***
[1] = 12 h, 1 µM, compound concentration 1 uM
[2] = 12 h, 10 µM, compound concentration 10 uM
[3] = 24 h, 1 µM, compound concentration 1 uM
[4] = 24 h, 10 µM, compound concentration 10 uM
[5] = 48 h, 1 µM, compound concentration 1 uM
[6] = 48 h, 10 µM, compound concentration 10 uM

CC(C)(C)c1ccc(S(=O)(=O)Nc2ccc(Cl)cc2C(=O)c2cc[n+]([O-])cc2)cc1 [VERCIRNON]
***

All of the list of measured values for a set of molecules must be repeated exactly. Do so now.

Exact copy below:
[1] = 12 h, 1 µM, compound concentration 1 uM
[2] = 12 h, 10 µM, compound concentration 10 uM
[3] = 24 h, 1 µM, compound concentration 1 uM
[4] = 24 h, 10 µM, compound concentration 10 uM
[5] = 48 h, 1 µM, compound concentration 1 uM
[6] = 48 h, 10 µM, compound concentration 10 uM

CC(C)(C)c1ccc(S(=O)(=O)Nc2ccc(Cl)cc2C(=O)c2cc[n+]([O-])cc2)cc1 [VERCIRNON]